nominal value red cedar trees argued impermissible state action. Rule: Statute had
      to choose between red cedars and apple trees, and when faced with such
      decision, states does not exceed constitutional powers when it destroys one class
      of property in favor of another that state determines is of great public value.
      i. Cedar trees were ornamental and nominal values; apples were big cash crop
      ii. Theory is that you own subject to limit that you can’t cause nuisance – red cedars
           here were nuisance on apple trees so state not do taking in ordering destruction
      iii. Coase: Apple trees impinge on existence of red cedars – relationship has 2 faces
   5. Battle over background principles of state property law: Government takings law
      often changes the shape of background principles of state property law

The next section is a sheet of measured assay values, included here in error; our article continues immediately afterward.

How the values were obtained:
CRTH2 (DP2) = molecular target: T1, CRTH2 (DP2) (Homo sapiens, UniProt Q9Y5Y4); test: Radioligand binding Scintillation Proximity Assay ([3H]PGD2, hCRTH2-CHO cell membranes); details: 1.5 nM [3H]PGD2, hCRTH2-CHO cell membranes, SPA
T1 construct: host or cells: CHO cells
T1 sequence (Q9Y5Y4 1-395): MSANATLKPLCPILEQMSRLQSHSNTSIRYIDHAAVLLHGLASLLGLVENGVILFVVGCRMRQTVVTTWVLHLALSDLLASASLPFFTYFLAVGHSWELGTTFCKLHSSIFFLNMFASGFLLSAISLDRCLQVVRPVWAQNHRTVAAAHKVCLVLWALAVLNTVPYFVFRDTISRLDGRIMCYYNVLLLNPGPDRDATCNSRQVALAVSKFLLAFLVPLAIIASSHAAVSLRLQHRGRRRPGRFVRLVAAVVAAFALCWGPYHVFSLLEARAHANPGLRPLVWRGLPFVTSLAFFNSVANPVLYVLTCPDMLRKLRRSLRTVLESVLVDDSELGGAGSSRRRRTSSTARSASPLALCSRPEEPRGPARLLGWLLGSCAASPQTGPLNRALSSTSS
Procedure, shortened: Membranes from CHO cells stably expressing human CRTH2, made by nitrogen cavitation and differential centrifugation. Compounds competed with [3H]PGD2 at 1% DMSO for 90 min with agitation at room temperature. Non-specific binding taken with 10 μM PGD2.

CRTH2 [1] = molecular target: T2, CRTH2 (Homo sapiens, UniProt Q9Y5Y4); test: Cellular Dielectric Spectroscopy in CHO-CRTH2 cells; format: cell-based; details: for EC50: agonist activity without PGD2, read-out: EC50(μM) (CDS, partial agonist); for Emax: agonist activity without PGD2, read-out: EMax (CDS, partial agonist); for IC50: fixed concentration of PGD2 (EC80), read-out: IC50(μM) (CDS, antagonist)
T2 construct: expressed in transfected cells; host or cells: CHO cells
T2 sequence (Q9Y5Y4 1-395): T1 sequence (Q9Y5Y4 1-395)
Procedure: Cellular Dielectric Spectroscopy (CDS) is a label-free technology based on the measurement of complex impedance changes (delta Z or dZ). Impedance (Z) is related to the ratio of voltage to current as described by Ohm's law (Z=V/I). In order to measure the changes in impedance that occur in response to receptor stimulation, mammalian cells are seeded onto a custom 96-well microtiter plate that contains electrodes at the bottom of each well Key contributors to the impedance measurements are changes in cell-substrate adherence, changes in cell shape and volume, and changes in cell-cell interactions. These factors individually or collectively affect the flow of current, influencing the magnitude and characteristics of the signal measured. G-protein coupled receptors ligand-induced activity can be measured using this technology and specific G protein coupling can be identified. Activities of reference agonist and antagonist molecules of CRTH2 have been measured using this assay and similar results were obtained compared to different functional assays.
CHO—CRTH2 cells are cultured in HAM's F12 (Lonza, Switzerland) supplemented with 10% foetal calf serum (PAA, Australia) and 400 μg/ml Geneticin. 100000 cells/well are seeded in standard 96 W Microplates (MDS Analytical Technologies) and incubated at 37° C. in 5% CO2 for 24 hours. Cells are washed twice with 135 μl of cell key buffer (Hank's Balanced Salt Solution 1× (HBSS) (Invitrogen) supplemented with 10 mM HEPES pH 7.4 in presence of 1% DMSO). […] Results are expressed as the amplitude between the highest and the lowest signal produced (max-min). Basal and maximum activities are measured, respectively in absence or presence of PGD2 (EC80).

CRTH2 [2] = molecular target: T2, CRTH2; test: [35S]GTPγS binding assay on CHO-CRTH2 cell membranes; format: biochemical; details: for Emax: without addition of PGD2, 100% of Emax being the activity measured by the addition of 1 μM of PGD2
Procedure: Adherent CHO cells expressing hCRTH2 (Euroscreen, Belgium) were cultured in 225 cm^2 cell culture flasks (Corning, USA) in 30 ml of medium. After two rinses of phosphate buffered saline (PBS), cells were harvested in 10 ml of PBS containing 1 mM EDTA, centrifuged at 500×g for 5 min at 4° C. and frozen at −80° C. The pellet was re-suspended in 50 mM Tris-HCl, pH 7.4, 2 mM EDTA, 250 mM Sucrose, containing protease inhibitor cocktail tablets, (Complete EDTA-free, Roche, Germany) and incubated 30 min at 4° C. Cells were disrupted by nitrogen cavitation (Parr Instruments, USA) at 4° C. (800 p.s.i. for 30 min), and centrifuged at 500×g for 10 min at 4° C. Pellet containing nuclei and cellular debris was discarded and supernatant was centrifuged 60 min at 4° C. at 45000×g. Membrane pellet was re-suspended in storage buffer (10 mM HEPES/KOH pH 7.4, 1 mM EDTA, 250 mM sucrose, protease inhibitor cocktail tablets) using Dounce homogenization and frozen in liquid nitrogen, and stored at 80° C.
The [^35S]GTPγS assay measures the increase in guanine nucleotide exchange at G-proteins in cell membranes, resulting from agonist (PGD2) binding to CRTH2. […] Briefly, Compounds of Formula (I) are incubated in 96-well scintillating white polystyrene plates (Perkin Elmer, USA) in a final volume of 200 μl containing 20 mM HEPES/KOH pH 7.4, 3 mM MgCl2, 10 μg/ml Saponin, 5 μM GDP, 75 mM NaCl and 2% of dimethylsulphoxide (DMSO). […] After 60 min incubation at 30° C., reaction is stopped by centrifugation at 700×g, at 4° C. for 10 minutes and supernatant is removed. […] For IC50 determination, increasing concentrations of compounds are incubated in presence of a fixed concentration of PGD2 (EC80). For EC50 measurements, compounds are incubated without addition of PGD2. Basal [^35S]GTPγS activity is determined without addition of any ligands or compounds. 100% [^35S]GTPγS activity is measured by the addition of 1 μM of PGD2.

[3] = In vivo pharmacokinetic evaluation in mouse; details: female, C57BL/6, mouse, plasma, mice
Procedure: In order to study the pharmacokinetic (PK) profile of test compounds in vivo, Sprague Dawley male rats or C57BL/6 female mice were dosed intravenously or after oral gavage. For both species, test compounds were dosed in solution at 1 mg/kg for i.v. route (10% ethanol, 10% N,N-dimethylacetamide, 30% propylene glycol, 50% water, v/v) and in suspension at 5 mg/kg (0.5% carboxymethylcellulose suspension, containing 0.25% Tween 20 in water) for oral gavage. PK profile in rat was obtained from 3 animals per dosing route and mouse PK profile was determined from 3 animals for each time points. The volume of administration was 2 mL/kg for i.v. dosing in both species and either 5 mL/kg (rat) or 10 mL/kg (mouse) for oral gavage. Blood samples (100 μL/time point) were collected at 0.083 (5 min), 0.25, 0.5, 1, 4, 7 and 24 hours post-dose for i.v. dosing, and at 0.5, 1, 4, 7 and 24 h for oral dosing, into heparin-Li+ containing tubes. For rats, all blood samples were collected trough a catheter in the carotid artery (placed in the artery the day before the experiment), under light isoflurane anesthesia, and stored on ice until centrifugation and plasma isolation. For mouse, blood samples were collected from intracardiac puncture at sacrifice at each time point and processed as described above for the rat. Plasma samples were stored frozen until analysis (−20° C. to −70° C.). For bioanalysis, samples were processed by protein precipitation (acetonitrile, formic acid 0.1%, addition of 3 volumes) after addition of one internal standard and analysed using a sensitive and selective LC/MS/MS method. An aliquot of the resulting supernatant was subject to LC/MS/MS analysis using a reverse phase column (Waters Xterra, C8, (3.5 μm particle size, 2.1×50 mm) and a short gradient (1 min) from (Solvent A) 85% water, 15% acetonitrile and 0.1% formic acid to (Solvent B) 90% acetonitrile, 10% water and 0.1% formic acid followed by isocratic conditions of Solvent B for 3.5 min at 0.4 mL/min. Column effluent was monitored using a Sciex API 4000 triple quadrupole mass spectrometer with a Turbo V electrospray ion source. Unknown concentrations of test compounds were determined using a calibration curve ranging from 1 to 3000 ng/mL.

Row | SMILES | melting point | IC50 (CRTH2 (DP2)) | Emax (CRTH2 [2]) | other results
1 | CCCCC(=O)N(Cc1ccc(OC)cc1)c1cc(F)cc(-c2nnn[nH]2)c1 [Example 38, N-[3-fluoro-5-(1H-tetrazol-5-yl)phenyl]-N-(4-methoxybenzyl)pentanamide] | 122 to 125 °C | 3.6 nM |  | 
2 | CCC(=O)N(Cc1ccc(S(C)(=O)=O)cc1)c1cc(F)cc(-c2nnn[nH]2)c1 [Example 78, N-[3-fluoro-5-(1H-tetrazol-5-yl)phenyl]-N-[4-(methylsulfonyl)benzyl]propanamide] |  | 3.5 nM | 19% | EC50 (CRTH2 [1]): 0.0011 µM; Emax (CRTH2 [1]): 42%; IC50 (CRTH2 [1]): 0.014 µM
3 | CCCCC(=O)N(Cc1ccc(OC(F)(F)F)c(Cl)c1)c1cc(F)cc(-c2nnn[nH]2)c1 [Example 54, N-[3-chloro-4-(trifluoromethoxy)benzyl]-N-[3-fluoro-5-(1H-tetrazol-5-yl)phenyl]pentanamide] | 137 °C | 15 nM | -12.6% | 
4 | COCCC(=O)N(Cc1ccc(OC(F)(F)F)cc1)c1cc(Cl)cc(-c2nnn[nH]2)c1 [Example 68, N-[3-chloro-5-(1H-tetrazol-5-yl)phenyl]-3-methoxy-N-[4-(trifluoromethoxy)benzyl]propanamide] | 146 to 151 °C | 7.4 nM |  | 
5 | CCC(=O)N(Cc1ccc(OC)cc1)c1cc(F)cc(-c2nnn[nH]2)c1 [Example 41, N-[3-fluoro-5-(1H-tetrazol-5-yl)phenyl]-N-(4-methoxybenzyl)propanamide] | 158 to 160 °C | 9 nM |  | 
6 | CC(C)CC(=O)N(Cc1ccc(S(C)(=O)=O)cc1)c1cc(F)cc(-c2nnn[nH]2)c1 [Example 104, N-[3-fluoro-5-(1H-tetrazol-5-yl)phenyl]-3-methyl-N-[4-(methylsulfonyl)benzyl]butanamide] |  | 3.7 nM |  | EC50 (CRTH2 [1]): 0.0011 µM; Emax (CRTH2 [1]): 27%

D. The scope of the public use requirement
   1. Traditional view is very deferential to state’s assertion of “public use” b/c state pays
   2. Hawaii Housing Auth. v. Midkiff (U.S. 1984) [2.41 CB 1174]: Legislature made finding
      of oligopoly in land ownership that skewed fee simple market; passed law that upon
      tenant petition permitting housing authority to condemn land from owner and sell to
      tenant. Rule: Where state seeks to exercise eminent domain, public interest is
      also conclusive for public use requirement is coterminous with state sovereign
      power. Public use requirement not proscribe taking where eminent domain
      power is related to conceivable public purpose (rational basis analysis).
      i. Fact that property is transferred immediately to private use is not relevant b/c
          Court has rejected literal requirement that condemned property be put into use for
          the general public
   3. Development of the doctrine in Michigan
      i. Poletown Neighborhood Council v. City of Detroit (Mich. 1981) [2.42 CB 1179]:
          GM needed 400-500 acres of land to construct plant facility. State condemned
          property for conveyance to GM in order to facilitate economic growth and adding
          jobs and taxes to economic base. Rule: Once legislature has made
          determination that government action of the type contemplated here serves a